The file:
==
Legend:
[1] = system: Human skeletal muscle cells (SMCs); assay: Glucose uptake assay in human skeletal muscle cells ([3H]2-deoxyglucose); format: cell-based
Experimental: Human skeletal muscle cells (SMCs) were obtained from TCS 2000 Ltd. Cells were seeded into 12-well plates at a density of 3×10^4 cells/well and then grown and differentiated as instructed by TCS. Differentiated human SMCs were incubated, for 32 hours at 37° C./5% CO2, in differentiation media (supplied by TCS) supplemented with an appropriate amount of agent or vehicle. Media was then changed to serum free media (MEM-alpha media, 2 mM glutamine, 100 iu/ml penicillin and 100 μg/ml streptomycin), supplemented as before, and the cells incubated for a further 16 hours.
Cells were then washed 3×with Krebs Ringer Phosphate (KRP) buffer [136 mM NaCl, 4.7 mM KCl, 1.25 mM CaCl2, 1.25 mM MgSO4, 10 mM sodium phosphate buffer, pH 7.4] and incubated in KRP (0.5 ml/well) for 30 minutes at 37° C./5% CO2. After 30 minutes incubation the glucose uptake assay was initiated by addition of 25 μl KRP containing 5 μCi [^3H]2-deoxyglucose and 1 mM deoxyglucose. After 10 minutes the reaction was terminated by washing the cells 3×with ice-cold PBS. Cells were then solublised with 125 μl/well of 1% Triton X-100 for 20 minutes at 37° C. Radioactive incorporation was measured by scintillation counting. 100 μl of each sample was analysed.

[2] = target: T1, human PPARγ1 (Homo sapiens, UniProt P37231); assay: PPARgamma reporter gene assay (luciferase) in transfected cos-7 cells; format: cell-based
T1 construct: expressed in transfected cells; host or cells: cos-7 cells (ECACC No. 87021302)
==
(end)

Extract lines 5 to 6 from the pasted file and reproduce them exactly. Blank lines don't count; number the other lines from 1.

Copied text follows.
[2] = target: T1, human PPARγ1 (Homo sapiens, UniProt P37231); assay: PPARgamma reporter gene assay (luciferase) in transfected cos-7 cells; format: cell-based
T1 construct: expressed in transfected cells; host or cells: cos-7 cells (ECACC No. 87021302)